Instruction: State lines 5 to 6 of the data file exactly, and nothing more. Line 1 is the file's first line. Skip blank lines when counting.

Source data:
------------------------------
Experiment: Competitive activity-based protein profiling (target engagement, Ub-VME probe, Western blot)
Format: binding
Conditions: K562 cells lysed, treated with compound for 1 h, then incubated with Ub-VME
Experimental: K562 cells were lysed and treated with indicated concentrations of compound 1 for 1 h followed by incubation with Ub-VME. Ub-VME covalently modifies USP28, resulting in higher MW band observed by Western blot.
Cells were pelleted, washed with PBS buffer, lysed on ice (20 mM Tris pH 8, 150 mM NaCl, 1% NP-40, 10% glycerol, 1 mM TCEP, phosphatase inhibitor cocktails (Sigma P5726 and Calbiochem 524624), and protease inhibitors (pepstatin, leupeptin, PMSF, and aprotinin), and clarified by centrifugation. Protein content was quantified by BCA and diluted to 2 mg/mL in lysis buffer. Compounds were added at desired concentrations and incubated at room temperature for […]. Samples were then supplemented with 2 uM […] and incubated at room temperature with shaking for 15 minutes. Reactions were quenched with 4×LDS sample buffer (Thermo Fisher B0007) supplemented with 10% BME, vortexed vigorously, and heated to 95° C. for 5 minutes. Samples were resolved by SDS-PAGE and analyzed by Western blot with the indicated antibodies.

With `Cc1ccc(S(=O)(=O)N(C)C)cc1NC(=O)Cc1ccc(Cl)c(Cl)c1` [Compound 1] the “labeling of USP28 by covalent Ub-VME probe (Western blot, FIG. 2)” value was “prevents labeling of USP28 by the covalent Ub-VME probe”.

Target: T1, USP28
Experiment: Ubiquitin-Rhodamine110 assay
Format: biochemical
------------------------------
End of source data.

Cells were pelleted, washed with PBS buffer, lysed on ice (20 mM Tris pH 8, 150 mM NaCl, 1% NP-40, 10% glycerol, 1 mM TCEP, phosphatase inhibitor cocktails (Sigma P5726 and Calbiochem 524624), and protease inhibitors (pepstatin, leupeptin, PMSF, and aprotinin), and clarified by centrifugation. Protein content was quantified by BCA and diluted to 2 mg/mL in lysis buffer. Compounds were added at desired concentrations and incubated at room temperature for […]. Samples were then supplemented with 2 uM […] and incubated at room temperature with shaking for 15 minutes. Reactions were quenched with 4×LDS sample buffer (Thermo Fisher B0007) supplemented with 10% BME, vortexed vigorously, and heated to 95° C. for 5 minutes. Samples were resolved by SDS-PAGE and analyzed by Western blot with the indicated antibodies.

With `Cc1ccc(S(=O)(=O)N(C)C)cc1NC(=O)Cc1ccc(Cl)c(Cl)c1` [Compound 1] the “labeling of USP28 by covalent Ub-VME probe (Western blot, FIG. 2)” value was “prevents labeling of USP28 by the covalent Ub-VME probe”.